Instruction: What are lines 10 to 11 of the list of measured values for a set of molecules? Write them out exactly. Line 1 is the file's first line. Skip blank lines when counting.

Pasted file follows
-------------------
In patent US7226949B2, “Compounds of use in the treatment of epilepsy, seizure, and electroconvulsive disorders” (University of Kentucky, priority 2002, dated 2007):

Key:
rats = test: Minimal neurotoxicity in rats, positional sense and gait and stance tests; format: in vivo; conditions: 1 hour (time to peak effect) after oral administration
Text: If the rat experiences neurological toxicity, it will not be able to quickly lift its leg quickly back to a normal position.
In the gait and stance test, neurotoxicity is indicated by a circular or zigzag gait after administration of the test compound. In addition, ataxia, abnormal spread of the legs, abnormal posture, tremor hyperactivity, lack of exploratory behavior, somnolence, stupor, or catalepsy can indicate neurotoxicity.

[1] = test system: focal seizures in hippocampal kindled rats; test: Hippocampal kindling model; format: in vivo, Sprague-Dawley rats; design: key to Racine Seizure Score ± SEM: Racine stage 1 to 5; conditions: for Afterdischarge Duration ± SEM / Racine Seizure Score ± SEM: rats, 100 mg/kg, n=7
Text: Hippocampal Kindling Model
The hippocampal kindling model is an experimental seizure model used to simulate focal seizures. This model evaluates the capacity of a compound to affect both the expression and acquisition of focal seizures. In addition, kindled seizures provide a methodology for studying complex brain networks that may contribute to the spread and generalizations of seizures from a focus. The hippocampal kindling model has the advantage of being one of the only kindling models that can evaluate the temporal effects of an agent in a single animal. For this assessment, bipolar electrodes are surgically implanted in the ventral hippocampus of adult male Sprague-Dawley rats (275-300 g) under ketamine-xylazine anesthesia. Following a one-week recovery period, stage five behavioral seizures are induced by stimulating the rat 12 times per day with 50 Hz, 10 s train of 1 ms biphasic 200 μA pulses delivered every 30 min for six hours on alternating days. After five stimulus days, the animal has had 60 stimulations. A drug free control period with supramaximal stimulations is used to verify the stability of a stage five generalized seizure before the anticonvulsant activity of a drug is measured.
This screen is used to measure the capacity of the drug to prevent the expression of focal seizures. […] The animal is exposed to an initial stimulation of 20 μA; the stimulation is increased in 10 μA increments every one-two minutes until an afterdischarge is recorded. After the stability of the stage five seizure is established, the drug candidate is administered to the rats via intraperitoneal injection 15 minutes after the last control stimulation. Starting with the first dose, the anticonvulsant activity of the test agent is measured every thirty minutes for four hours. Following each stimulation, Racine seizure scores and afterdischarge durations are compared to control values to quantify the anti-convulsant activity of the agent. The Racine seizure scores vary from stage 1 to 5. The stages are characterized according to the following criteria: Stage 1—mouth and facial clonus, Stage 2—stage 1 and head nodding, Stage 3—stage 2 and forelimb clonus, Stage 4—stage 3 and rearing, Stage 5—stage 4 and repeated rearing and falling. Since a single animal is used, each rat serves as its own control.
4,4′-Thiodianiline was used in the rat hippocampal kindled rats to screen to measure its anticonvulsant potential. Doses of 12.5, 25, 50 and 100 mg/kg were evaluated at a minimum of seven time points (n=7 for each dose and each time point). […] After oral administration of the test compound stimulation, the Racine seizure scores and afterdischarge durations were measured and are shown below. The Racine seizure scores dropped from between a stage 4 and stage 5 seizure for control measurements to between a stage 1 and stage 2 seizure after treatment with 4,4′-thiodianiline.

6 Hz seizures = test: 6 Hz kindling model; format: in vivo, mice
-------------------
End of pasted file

4,4′-Thiodianiline was used in the rat hippocampal kindled rats to screen to measure its anticonvulsant potential. Doses of 12.5, 25, 50 and 100 mg/kg were evaluated at a minimum of seven time points (n=7 for each dose and each time point). […] After oral administration of the test compound stimulation, the Racine seizure scores and afterdischarge durations were measured and are shown below. The Racine seizure scores dropped from between a stage 4 and stage 5 seizure for control measurements to between a stage 1 and stage 2 seizure after treatment with 4,4′-thiodianiline.

6 Hz seizures = test: 6 Hz kindling model; format: in vivo, mice